TURN the clock back some 30 years, and regulars to Bonhams’ Knightbridge rooms might just recall a rather dapper, pinstripe-suited auctioneer by the name of Alexander Meddowes.
After 17 years, he left the London firm in 1984 to become deputy chairman of Christie's Scotland, but left that company last year.
He can still be seen wielding the gavel when he puts his rostrum expertise to good use at charity auctions, but his business life now revolves round his own fine art brokerage business with offices at 39 Royal Terrace, Edinburgh (Tel: 0131 558 1000).
It is from his central Edinburgh space that, until September 3, Mr Meddowes is presenting A Tribute to Fergus.
This impressive exhibition comprises 122 fresh-to-market drawings (£1000-11,000) by the Scottish Colourist, John Duncan Fergusson (1874-1961).
The works being offered for sale come from a Scottish couple, who, now in their eighties, feel unsettled at having such a valuable collection in their home.
This may be a sad reflection on the times we live in, but it certainly gives an impeccable provenance to the drawings which span a period of over 40 years and illustrate the artist's time in Edinburgh, Paris, London, Harlech and Glasgow.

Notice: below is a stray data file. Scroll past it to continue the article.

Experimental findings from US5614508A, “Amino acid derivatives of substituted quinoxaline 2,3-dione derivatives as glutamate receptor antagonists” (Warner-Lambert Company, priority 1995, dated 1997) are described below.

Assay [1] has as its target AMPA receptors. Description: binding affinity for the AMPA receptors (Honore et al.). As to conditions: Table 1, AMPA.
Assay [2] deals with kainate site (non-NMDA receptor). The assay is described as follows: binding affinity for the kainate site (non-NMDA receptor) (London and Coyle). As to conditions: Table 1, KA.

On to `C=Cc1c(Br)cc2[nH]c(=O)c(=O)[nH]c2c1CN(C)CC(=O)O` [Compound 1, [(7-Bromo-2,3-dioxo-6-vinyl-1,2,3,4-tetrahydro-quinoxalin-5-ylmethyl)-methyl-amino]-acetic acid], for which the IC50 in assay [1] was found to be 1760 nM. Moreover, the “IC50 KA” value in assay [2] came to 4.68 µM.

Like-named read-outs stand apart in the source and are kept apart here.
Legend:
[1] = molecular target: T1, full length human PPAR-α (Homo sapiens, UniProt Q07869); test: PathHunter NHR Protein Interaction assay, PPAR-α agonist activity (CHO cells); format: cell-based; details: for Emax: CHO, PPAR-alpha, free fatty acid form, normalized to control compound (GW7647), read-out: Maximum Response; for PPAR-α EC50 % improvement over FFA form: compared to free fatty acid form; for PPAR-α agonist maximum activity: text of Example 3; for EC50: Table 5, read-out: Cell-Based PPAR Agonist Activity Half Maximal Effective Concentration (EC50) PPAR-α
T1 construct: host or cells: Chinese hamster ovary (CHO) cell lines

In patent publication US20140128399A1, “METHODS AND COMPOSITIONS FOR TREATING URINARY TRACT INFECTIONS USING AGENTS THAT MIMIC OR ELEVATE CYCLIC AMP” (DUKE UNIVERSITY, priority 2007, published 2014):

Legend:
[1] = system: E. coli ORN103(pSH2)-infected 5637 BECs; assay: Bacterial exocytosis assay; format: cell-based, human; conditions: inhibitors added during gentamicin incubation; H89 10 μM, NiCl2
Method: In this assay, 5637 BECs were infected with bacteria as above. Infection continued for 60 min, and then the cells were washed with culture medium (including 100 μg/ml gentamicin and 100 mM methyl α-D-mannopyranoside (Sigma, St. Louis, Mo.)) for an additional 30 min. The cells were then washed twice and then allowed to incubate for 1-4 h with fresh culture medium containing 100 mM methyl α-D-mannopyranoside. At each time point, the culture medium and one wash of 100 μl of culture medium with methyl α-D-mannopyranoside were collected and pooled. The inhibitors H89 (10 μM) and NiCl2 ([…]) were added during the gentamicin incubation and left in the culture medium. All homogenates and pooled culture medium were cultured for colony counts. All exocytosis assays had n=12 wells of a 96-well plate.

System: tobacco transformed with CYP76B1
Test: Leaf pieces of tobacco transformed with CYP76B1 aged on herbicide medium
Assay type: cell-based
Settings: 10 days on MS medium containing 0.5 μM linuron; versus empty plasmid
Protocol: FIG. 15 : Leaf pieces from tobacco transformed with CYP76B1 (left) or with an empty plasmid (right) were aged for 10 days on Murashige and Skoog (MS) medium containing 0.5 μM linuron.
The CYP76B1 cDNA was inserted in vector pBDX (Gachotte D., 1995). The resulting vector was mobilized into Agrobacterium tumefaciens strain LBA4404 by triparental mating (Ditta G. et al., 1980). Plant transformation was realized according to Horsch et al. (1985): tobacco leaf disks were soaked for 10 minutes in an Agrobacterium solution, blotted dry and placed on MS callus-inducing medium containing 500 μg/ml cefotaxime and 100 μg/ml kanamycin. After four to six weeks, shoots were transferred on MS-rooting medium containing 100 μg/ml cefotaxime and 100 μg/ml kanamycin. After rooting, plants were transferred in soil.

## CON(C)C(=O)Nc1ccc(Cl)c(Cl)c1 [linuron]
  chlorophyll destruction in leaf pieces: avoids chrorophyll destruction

The earliest works date from 1898 and include two pencil drawings of Fergusson's father, priced at £1600 and £2500.
The show spans Fergusson's output up to 1941, the date of a coloured chalk study of a chair, table and flowers at Glasgow's Botanic Gardens, which costs £3500.
The bulk of the drawings are portraits, figure subjects like dancers and nudes and Paris café scenes.
They include a number of portraits, priced from £1700 to £3200, of the American artist Anne Estelle Rice (1877-1959) whom Fergusson met in 1907 at the resort of Paris-Plage in north-east France.
There is an excellent illustrated catalogue with an introduction by Philip Long of the Scottish National Gallery of Modern Art, and all the works can be viewed on the website, www.alexandermeddowes.com.
Mr Meddowes last week reported that within days of the show's opening about half the works had sold, including some to public galleries.